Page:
The proposals are to be marked 1.2 and 3, with no 4th vote option so it obviously a wasted vote to use the 4th box as no-one knows what you are voting for - unless everyone in Pembrokeshire writes in the same thing and only votes for that choice? 

Its not a true consultation, just a manipulated endorsement of plans already made. It is not sensible to make plans about the Welsh health service in isolation and surely all the Health Boards should be involved and co-operating?

In  June 1970 the new box girder Cleddau Bridge collapsed killing 4 men, injuring others working on the bridge, and narrowly missing most of the village beneath. It was rebuilt, and the delay in the injured getting help drove the desire for a proper emergency hospital in the area. The replacement bridge may well last far longer than the district general hospital the local community fought to get built and more recently to keep.  
The Cleddau Bridge

  Siân Caiach

If you would like to contribute:

consultation ends 12th July

Monday 7 May 2018

Wales 'Future NHS (2) - grow our own staff or depend for ever on other countries?

Wales was officially part of England during the early years of the NHS  and this is reflected in the organisation of the Welsh NHS ,more a regional sub branch than an integrated health service for Wales. Devolution could have produced more control of doctor and nurse training - a system reflecting the geography and needs of the people.  Instead our government took over the administration of health services but not the training and recruitment of doctors and nurses for Wales.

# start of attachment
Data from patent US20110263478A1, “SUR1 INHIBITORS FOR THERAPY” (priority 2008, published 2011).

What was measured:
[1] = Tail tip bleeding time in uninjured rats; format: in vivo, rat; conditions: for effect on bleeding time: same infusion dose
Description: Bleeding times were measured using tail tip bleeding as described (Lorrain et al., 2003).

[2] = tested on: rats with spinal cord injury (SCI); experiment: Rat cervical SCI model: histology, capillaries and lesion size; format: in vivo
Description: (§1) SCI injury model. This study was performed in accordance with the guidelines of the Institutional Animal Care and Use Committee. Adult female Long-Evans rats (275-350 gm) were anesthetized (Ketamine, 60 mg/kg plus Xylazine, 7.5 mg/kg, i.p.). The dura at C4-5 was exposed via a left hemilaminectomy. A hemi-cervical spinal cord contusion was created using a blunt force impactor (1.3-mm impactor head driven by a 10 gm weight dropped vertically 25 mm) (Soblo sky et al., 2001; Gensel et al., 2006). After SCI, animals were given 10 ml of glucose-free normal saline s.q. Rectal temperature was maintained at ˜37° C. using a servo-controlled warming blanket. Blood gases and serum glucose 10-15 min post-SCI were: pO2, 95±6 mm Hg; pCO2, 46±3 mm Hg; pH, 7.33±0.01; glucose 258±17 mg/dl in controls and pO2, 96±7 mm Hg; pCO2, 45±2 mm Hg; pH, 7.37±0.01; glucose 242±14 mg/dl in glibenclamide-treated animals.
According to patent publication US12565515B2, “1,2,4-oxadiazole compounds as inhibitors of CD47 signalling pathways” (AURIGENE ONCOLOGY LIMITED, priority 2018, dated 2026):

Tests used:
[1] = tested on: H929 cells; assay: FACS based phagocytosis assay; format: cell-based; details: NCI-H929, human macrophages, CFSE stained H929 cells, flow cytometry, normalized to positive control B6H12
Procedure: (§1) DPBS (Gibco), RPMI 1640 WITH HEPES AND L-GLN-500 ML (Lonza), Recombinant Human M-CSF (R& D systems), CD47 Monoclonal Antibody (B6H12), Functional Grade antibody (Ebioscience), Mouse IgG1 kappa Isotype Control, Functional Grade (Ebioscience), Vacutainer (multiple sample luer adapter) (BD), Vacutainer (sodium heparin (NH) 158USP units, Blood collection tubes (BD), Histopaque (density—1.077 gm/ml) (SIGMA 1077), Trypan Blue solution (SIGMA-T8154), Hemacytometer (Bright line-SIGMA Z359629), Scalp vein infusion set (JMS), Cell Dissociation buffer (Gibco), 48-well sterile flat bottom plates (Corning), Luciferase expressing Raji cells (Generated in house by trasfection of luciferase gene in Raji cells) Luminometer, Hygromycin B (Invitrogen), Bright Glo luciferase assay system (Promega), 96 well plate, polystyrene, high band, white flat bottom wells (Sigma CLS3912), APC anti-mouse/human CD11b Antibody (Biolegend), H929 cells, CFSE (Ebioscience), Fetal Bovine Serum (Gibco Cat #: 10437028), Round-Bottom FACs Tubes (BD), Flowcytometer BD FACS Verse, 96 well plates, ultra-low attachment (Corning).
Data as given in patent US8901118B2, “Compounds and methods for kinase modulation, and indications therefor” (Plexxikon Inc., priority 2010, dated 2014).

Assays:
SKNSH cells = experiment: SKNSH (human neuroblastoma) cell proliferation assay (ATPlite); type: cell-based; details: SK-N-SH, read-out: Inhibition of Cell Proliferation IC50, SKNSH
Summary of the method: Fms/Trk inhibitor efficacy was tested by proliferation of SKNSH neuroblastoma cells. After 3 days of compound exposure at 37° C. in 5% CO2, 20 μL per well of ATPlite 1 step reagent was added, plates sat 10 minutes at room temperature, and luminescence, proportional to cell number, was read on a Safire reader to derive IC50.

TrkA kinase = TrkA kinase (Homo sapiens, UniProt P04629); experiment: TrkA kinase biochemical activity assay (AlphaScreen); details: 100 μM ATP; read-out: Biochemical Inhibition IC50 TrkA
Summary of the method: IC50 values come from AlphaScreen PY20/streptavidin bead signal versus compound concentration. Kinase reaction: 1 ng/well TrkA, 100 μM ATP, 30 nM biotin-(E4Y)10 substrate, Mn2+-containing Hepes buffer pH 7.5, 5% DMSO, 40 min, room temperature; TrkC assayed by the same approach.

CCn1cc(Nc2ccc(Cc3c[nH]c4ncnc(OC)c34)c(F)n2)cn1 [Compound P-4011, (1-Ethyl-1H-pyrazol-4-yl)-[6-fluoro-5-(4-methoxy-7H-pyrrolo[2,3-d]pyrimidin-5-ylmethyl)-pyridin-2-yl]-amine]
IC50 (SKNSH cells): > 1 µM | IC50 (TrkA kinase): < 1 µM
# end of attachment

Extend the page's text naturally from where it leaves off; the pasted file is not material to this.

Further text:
The other UK small nations have been more proactive and better resourced, helped by their political importance and greater historical investment in some of their facilities. As in other things devolution for Wales also devolved the chronic under investment in the Welsh Health Service. No catch up funding.

Scotland {pop. 5.4m}has 5 medical schools. Northern Ireland {pop 1.8m} opens its second medical school next year in Londonderry. Magee College, University of Ulster, already has a well regarded school of nursing and this new medical school will have a postgraduate entry and an annual intake of 120 students. The Republic of Ireland, a nearby EU country with a population of  4.7million, has 6 medical schools, 5 undergraduate (one of which specalises in foriegn students) and one postgraduate.